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Skin Test Antigens, Multiple (On the skin)

A skin test to see if you have certain allergies.

What works?

Learn more about the effects of these drugs. The most reliable research is summed up for you in our featured article.

Brand names include
T.R.U.E. Test
Drug classes About this
Dermatological Agent

What works? Research summarized

Evidence reviews

Atopic Eczema in Children: Management of Atopic Eczema in Children from Birth up to the Age of 12 Years

Atopic eczema (atopic dermatitis) is a chronic inflammatory itchy skin condition that develops in early childhood in the majority of cases. It is typically an episodic disease of exacerbation (flares, which may occur as frequently as two or three per month) and remissions, except for severe cases where it may be continuous. Certain patterns of atopic eczema are recognised. In infants, atopic eczema usually involves the face and extensor surfaces of the limbs and, while it may involve the trunk, the napkin area is usually spared. A few infants may exhibit a discoid pattern (circular patches). In older children flexural involvement predominates, as in adults. Diagnostic criteria are discussed in Chapter 3. As with other atopic conditions, such as asthma and allergic rhinitis (hay fever), atopic eczema often has a genetic component. In atopic eczema, inherited factors affect the development of the skin barrier, which can lead to exacerbation of the disease by a large number of trigger factors, including irritants and allergens. Many cases of atopic eczema clear or improve during childhood while others persist into adulthood, and some children who have atopic eczema `will go on to develop asthma and/or allergic rhinitis; this sequence of events is sometimes referred to as the ‘atopic march’. The epidemiology of atopic eczema is considered in Chapter 5, and the impact of the condition on children and their families/caregivers is considered in Sections 4.2 and 4.3.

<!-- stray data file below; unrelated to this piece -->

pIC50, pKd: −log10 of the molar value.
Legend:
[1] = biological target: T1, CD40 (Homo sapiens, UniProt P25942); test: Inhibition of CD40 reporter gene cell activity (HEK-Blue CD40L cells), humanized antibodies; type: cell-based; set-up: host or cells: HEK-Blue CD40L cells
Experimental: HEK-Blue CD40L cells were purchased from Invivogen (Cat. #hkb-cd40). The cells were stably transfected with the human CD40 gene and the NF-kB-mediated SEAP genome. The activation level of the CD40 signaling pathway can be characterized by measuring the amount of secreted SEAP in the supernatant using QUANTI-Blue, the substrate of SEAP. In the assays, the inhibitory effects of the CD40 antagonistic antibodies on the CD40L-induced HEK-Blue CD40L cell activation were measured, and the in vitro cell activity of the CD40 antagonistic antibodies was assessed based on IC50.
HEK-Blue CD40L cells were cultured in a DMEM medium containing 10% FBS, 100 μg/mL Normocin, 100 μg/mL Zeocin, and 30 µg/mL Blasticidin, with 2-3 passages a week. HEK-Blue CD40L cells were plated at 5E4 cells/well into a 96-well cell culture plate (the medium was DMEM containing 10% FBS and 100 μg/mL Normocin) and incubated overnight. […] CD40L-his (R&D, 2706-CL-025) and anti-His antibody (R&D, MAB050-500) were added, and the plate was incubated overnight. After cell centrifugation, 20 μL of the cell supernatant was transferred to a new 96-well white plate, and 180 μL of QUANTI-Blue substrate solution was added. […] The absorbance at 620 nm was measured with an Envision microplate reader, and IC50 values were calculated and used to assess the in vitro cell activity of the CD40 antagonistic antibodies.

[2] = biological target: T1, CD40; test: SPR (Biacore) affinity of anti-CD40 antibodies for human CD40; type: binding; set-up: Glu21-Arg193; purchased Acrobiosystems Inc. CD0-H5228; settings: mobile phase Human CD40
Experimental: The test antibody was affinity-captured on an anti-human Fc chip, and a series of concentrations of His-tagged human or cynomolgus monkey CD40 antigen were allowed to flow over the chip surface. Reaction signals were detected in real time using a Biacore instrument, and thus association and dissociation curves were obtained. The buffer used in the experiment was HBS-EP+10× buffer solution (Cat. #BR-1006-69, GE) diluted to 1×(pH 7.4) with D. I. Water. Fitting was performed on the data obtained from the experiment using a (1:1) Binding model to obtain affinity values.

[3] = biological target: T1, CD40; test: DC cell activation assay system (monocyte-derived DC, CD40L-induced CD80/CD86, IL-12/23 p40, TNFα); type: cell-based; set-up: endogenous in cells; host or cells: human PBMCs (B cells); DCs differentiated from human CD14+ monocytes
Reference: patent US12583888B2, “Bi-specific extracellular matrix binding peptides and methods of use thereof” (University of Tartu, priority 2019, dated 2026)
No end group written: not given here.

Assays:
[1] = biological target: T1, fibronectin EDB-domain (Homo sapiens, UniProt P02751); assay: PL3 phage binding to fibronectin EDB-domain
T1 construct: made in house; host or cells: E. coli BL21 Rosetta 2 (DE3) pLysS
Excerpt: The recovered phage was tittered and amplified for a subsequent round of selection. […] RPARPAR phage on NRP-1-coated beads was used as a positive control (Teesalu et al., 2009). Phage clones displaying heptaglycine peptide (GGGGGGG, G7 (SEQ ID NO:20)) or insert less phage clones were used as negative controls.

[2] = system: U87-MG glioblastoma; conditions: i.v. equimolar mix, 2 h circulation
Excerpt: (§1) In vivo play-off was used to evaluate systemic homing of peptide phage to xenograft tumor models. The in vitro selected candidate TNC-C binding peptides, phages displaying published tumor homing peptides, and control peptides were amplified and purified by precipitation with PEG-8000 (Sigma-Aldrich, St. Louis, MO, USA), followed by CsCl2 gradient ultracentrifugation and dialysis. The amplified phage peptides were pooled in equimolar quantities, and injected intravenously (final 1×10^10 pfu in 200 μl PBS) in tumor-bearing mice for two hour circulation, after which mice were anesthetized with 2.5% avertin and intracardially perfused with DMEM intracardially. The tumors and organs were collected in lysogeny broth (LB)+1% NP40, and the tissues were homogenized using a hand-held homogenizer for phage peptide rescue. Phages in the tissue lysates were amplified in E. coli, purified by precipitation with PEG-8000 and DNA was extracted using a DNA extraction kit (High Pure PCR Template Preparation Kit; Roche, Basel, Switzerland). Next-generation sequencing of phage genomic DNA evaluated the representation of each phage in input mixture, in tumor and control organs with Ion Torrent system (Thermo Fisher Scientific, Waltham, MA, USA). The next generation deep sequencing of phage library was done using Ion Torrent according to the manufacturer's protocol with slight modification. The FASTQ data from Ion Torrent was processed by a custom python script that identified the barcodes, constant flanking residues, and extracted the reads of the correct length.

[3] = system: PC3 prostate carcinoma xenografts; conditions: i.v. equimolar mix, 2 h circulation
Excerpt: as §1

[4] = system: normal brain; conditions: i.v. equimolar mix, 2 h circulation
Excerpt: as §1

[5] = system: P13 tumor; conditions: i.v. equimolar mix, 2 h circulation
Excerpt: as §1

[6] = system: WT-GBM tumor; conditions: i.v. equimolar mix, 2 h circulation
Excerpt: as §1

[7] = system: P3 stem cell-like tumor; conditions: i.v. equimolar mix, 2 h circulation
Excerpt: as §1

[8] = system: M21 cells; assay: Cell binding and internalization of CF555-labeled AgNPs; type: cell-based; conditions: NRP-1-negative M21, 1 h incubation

Antinuclear Antibody, Rheumatoid Factor, and Cyclic-Citrullinated Peptide Tests for Evaluating Musculoskeletal Complaints in Children [Internet]

To assess the test performance of antinuclear antibody (ANA), rheumatoid factor (RF), and cyclic-citrullinated peptide (CCP) tests in children and adolescents with undiagnosed musculoskeletal (MSK) pain or joint swelling, compared with clinical diagnoses of pediatric systemic lupus erythematosus (pSLE) and juvenile idiopathic arthritis (JIA). To explore differences in test performance for accuracy modifiers including age, sex, race or ethnicity, comorbidities, and recent infections. To evaluate the impact of test results on clinical decisionmaking and clinically important outcomes such as referrals, ordering of additional tests, clinical management, and anxiety experienced by children and parents.

Tuberculosis: Clinical Diagnosis and Management of Tuberculosis, and Measures for Its Prevention and Control

This is the full version of NICE clinical guideline 117. It contains details of the methods and evidence used to develop the guideline. It updates and replaces the full version of ‘Tuberculosis: clinical diagnosis and management of tuberculosis, and measures for its prevention and control’ that was developed by the National Collaborating Centre for Chronic Conditions and published by the Royal College of Physicians in March 2006. The updated recommendations have been developed by the Centre for Clinical Practice at NICE following the NICE short clinical guideline process. New recommendations on the use of interferon-gamma tests for the diagnosis of latent tuberculosis have been added.

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